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Lecture

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Department
Political Science
Course
POL114H5
Professor
Lee Ann Fujii
Semester
Winter

Description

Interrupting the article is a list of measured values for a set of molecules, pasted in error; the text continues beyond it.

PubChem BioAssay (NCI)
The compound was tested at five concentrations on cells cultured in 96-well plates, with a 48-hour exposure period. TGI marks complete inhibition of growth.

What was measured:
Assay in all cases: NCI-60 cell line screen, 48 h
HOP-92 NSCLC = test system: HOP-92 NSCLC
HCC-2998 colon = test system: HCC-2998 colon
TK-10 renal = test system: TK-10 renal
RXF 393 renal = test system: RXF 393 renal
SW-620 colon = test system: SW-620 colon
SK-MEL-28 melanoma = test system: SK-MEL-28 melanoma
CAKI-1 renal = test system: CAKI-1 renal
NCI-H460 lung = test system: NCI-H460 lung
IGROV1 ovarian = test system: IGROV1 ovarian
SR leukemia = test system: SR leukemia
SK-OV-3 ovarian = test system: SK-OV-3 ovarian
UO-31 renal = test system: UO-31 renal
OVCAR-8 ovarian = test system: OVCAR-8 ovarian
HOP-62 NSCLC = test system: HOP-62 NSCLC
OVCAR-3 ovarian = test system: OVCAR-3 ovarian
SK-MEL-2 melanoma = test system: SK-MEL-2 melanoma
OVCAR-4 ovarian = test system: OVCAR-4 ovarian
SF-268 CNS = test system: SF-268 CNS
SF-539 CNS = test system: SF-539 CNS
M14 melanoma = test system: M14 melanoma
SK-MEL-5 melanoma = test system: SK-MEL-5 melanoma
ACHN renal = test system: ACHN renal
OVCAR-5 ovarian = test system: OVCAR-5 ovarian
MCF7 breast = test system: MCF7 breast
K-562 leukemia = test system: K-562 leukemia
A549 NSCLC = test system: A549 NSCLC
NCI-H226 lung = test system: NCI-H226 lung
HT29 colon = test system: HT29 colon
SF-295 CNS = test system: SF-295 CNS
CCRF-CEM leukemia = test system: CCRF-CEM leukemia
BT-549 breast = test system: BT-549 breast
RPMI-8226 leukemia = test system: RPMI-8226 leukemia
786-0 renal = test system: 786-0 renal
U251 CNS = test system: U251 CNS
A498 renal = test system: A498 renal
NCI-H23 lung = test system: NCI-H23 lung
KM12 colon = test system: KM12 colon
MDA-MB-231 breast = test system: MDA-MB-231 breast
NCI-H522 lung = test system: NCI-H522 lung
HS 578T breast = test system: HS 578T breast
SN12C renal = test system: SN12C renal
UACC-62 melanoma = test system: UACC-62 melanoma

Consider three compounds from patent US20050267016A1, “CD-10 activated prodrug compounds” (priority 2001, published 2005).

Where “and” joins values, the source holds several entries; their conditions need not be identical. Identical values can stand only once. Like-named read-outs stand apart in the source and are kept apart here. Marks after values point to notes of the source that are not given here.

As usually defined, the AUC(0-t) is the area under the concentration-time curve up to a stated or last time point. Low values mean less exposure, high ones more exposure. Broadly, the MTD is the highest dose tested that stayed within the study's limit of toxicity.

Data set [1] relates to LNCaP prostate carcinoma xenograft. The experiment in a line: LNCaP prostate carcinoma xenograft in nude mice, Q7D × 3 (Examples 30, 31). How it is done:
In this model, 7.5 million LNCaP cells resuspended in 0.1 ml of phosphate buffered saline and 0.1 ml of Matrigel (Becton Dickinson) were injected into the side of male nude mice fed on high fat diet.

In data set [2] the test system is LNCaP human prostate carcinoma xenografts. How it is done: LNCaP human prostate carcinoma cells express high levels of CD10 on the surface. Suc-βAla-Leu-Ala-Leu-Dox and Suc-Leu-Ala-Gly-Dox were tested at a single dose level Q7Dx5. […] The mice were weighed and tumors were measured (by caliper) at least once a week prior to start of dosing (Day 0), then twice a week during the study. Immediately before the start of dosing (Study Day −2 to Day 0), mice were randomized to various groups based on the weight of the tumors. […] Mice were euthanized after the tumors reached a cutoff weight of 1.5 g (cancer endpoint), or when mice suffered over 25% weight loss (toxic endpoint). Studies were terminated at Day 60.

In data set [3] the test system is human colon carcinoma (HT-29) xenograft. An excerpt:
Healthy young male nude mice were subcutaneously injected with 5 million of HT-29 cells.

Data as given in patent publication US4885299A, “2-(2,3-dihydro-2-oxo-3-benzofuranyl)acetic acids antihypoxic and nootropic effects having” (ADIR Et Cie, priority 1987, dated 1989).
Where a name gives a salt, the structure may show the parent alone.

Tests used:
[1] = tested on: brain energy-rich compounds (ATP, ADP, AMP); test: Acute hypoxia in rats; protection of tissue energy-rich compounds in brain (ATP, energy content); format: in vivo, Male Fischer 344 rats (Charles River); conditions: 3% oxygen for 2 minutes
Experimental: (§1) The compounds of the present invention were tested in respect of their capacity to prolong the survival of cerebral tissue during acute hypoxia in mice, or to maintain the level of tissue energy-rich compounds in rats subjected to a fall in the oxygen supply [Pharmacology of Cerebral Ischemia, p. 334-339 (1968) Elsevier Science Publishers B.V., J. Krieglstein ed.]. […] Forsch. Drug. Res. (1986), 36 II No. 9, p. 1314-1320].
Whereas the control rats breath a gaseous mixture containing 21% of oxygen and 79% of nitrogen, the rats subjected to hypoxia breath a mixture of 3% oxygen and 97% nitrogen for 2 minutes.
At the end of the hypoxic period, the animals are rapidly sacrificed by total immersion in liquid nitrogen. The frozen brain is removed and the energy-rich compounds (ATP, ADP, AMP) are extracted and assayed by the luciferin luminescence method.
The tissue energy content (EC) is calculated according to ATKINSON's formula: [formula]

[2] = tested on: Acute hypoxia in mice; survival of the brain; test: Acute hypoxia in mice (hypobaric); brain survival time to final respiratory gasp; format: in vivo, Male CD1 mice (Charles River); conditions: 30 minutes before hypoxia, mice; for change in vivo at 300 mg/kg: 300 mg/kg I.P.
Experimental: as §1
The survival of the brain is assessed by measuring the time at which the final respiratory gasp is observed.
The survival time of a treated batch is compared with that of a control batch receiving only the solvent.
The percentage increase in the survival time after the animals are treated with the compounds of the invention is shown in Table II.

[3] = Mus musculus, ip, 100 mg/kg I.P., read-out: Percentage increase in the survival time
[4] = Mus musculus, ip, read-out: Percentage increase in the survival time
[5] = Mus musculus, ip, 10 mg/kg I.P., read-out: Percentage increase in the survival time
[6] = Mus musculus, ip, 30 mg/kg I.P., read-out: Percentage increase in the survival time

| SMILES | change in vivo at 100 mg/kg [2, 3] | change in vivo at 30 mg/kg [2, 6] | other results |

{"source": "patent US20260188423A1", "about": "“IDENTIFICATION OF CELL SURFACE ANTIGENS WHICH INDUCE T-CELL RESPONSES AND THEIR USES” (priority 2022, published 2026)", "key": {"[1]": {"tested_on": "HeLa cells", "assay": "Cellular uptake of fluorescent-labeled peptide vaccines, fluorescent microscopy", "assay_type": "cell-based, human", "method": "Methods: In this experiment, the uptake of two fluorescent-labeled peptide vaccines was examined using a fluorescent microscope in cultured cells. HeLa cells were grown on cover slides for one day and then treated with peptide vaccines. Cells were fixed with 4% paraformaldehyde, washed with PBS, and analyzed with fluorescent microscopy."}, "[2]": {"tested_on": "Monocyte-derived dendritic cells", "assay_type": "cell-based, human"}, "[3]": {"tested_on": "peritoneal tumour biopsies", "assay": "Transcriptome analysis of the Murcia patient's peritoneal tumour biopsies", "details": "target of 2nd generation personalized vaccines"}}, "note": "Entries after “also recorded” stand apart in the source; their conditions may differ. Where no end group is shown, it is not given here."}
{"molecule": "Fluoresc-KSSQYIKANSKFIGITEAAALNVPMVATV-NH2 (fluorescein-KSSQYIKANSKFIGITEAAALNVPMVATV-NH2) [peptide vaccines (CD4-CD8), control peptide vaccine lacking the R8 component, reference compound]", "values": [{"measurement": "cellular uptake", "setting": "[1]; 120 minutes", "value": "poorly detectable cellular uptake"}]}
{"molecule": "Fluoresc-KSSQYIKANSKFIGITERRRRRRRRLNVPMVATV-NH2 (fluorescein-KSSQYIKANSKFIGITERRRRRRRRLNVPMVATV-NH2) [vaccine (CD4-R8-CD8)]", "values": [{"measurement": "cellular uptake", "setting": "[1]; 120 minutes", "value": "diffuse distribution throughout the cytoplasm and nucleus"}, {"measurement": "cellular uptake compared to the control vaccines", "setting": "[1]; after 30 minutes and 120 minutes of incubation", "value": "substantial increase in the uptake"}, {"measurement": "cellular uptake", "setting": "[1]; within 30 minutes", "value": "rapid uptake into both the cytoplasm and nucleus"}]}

POL114 – Lecture – January 12 This is a compilation of Weber’s State – it is a concept that covers politics and territory reading summaries and lecture materials combined A state is a concept of organizing authority across a territory. according to the specified Weber’s Definition: A human community that (successfully) dates. claims the monopoly of the legitimate use of physical force within a given territory.  Example: In practice money is value; in reality money is paper and sheet metal, so hence we reify money. The state will remove anyone who challenges their monopoly and can exert their force (i.e. decimating the Mafia, Drug Cartel, gangs etc.) OR getting a ticket, not paying it, the state seizing your license and having the authority to place you in jail if you were caught driving without the license OR if you don’t pay your taxes and the IRS takes your possessions. Weber would believe Somalia is not a state or it is in question because the state does not successfully claim the monopoly.  Notion of territory is imperative to the state  Ex. The US cannot go into Mexico to chase a criminal once that person has crossed borders…the US has no authority unless agreed upon by the 2 states. That’s why it was a contested act when the US got OSAMA in Pakistan without the permission of the Pakistani government) --- this must be sanctioned in some type of agreement. THE MONOPOLY OF THAT STATE IS ONLY IN ITS OWN TERRITORY. States express force, the state itself is dominating because it has a monopoly a state is an organized domination so why do people obey? --- Because of the following sources of authority. SOURCES OF AUTHORITY:  Traditional Authority…Anyone ruling by divine right (i.e. kings “deemed by God”)  Charismatic Rule  people believe in that person (i.e. Jesus, Hitler, Oprah)  individuals that have followers, who follow because they see something special in them.  Legal Rational – ruled by people’s belief, “I follow the rules because I believe in them” ____________________________________________________________________________________ State Hierarchy/organization: Bureaucratization of a state: In a state there are:  Professional politicians (president etc.)  Professional administrators (work for state not president)  Expertise (president’s cabinet  i.e. Bush administration, Obama administration that work FOR president and leave when the president’s term ends)  Limited political appointee (person is there b/c the president wants that person there i.e. Hilary Clinton is Obama’s appointee of foreign relations because he wants her there) Notes / Jan 19 Readings Chapter 2 - From Phnom Pehn to Sarajevo Kahmer Rouge (KR) – Was responsible for massacres (Chinese assisted to help by not giving the KR weapons) Phnom Pehn – Was not as bad, but was a hard line that imprisoned and tortured political opponents (the PP was supported by Russia and India) __________________________________________________________________________________  KR didn’t do its part it in assisting the Cambodian electorate, since it did not allow the UN into its territories because they claimed Vietnamese were still in Cambodia. They intimidated many nations, and those other nations became weary of deploying their soldiers (alike Netherlands who prolonged sending battalions and the French refusing to occupy “wild” and remote areas often guarded by the KR). This made the KR seem more powerful “could lead the KR to believe that the international community will give in to pressure from them” (58).  But there were distractions from Yugoslavia that prolonged assistance. EU wanted recognition of countries (independence) from Croatia (since the Serbs ruled there the UN ordered a protection force), Bosnia and Macedonia.  In Bosnia Serbs demanded “ethnically pure areas” by killing Croatians and Muslims, and they got away with murder since the UN was not present at the time. When the UN got there Boutros-Ghali ordered an evacuation for most of UN officials since the Serbs were not participating and there was no will to proceed in a seize fire – or even to attempt and make peace. POL114 – Lecture- January 19, 2012 Where do states come from?  The “state”  Multiple criteria for state-ness State = relation of domination (they put authorities in a society in domination)  Why do people obey states?  Traditional, charismatic, legal ration (explained in detail in following lectures)  Tilly Today (analyzing states from past to present) Where do weberian states come from  WARS (wars make states). Centuries of war making allowed regulations of financing the wars through taxation. War making lead to bureaucracies (Tilly called apparatus) – (i.e. ministers etc.) How did kings get money from war  they borrowed money (presently, the US borrows from China in order for the US to have money to spend in the Iraq war). They also extracted the money (taxes and raised taxes), kings borrowed money from large banking families in Europe. The tax levels rarely went down after the war ended. (At times people revolted and when they did the state made concessions – and it worked at times).  The statehood of Africa/Asia was granted through colonialization (Brits, Belgians, Dutch)  other states acknowledged these states and they gave them money (Cambodia, Somalia). These states are given money by outside states. How did kings get more efficient?  They started to raise their own armies by buying them off, exempting them from taxation—turning rivals and predators into friends. In 100 yrs time monarchs had better armies, most monarchs had their own armies, they didn’t have to rely on other people to bring armies. Tilly’s Argument: Emerging states used violence for war making (eliminating internal rivals). According to Tilly, the more costly the activity, the bigger the bureaucracy. Why are states like rackets? ***CLIP SHOWN IN CLASS*** (Racket = clip illustrates a shop owner and a mobster going into business, the shop owner hands the mobster cash and more to come next week)  What makes that a racket?  Extortion for protection, (paying mobster so he doesn’t hurt owner) -- if owner does not pay the mobster, the mobster may do benevolent things to the owner.  A racket in the context of a state: As Tilly puts it the government often symbolizes the biggest threat to their people. USA vs. IRAQ - protecting the American people…they fund the war. When the state goes to war it takes revenues that could have gone to schools, healthcare etc. (it rechannels revenues). POL114 – Lecture and Notes January 26, 2012 What Do States Do? Notes and Tutorial January 26 Politics of Measurement Land is evaluated according to what it yields (The amount of seed sown to a field is in fact a relatively good proxy for average yield) – the amount of seed sown would indicate how productive a field has been or is – essentially its ability to provide subsistence. States also  standardize and have uniform measurements (extract exact amount of taxes – this gives the state legitimacy, not taking too much or too little. In fact, states gave surnames to people so it would be easier to track the people and hence track individual taxes and family taxes -- Benefits of standardization effective trading (monetary value, grater economy) POL114 – Lecture – January 26 Once modern states come into being, what do they do?  Challenge particular ways of doing everything, they have their own ways…own ways of buying, of inhabiting houses, building houses, estimating distances, own way of assigning spaces for common use, own language/dialect.  They use measures that are meaningful to them.  This enables bureaucrats to know everything – like revenue, how many student graduates, power to know everything under the standardized care. Also, standardization allows bureaucrats to see what is going on in their administrative area/sector without trouble.  Systems of measuring were marked by power relations – (i.e. baker example – increasing price but decreasing proportions) States Objectives  raise revenue (taxes- states come up with schemes to enhance taxation limits [i.e. age 18 example so people won’t try to cheat the system), raise army (expand territory) and keep local peace --- if they don’t do this they lose revenue, they lose a border when attacked.  States keep records – through census other information to know how many people are paying taxes, how much tax revenue is approximated, how many births there will be, how many projected schools should be built to support growing population, what will be in demand. States impose systems so they can see who you are. Katherine Duburry (Article on Rwanda)Talked about policy of forced villagization so the state can access those people efficiently. States like systems that are uniform, things that are stable – don’t change: How states see people  adaptable, customary, universal, static, rational, legible/illegible POL114 – Lecture and Notes – February 02, 2012 WHAT A DEMOCRACY IS (and is not) - Lecture Schmitter and Karl’s definition….rulers are held accountable for their actions in the public realm by citizens acting through the competition and cooperation of their elected representatives. (p.76) There are different forms of democracy in different countries but despite their differences they are still democracies (i.e. US and Canada) What they all have in common?  ( notions as listed in Schmitter and Karl) Rulers coming from a competitive system/process…then once ruler is in power they are held accountable for their actions. Majority rule concept, but has interests concerning minorities. Democracy involves cooperation, not only leaders but citizens. They also include representatives (reps of the people) also chosen through competitive means and also held accountable. Below are features that distinguish democratic from non democratic Procedures in Democracy… Conditions that must be present for modem political democracy ("polyarchy") to exist: 1) Control of policy is vested